Unilever Plc has is seeking a new board chair to replace Nils Andersen, continuing an overhaul of its leadership after a series of missteps in recent years frustrated shareholders.
The maker of Hellmann’s mayonnaise and Marmite yeast spread has appointed executive search firm Spencer Stuart to lead the search, according to people familiar with the situation. The company has shaken up its top ranks after appointing activist investor Nelson Peltz to the board last year.
Hein Schumacher will become CEO in July, replacing Alan Jope, while Chief Financial Officer Graeme Pitkethly plans to retire next year. Those changes follow a botched attempt to buy GSK Plc’s consumer-health unit more than a year ago.
Unilever performance under current chair
The search for Andersen’s replacement is well under way, said the people, asking not to be identified discussing confidential matters. Representatives of Unilever and Spencer Stuart declined to comment.
The 64-year-old has sat on the board since 2015 and took on the chairman role in 2019, meaning his term, under UK corporate governance guidelines, would typically end next year. Earlier this year, he became chairman of chipmaker ASML Holding NV.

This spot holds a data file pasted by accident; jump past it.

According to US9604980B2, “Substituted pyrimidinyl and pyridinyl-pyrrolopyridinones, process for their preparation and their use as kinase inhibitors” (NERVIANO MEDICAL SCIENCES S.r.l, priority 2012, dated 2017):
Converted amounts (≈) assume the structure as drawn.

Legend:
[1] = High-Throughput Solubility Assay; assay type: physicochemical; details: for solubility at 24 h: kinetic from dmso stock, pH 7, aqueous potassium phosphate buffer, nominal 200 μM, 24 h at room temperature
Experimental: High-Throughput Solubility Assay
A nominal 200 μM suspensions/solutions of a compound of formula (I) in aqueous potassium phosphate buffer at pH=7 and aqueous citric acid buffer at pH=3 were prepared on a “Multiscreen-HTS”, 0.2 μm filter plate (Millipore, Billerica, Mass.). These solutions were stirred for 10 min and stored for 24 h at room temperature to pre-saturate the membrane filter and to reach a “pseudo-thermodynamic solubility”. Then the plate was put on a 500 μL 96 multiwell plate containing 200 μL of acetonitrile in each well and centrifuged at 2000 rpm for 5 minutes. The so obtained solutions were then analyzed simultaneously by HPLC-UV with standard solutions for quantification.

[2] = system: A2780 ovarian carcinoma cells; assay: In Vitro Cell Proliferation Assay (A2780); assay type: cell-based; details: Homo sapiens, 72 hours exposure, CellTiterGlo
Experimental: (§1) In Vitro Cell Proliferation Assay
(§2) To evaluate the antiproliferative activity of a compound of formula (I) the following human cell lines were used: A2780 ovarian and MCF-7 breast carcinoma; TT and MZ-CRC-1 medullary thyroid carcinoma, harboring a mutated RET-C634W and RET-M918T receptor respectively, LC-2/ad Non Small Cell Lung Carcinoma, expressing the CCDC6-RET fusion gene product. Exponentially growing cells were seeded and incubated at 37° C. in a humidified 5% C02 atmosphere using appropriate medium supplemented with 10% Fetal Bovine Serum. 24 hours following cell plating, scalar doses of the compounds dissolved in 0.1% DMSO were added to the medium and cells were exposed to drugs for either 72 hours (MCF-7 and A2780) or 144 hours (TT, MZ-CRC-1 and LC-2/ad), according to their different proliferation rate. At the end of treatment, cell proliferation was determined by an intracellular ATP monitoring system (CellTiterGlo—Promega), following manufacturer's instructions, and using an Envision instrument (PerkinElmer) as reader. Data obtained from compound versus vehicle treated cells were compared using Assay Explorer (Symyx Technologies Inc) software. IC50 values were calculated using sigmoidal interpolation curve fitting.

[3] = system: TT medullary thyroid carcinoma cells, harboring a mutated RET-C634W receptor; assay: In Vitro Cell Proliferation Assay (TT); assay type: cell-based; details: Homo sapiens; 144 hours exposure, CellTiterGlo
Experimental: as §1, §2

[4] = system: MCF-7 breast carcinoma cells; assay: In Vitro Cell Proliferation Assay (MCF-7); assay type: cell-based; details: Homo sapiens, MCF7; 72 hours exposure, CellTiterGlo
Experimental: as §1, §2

Unilever lags competition
During Andersen’s term as chairman, the company’s total return to investors has trailed far behind that of rival Nestle SA.
Conny Braams, chief digital and commercial officer, is leaving the board later this year. But more changes in the senior leadership are expected after Schumacher, former CEO of Dutch dairy cooperative Royal FrieslandCampina, takes the helm.
Last month investors voted down the company’s 2022 remuneration, sending a signal of their exasperation with the non-binding poll.
The board is set to engage with shareholders in the coming months.
The new bosses for the UK-based firm will have to contend with eroding market share as a cost-of-living crisis pushes shoppers to trade down to cheaper store brands.
Andersen took over as chairman after his predecessor, Marijn Dekkers, stepped down following an unsuccessful effort to unify the company’s headquarters in the Netherlands. The company later reversed course, abandoning its Anglo-Dutch structure to consolidate its base in London.
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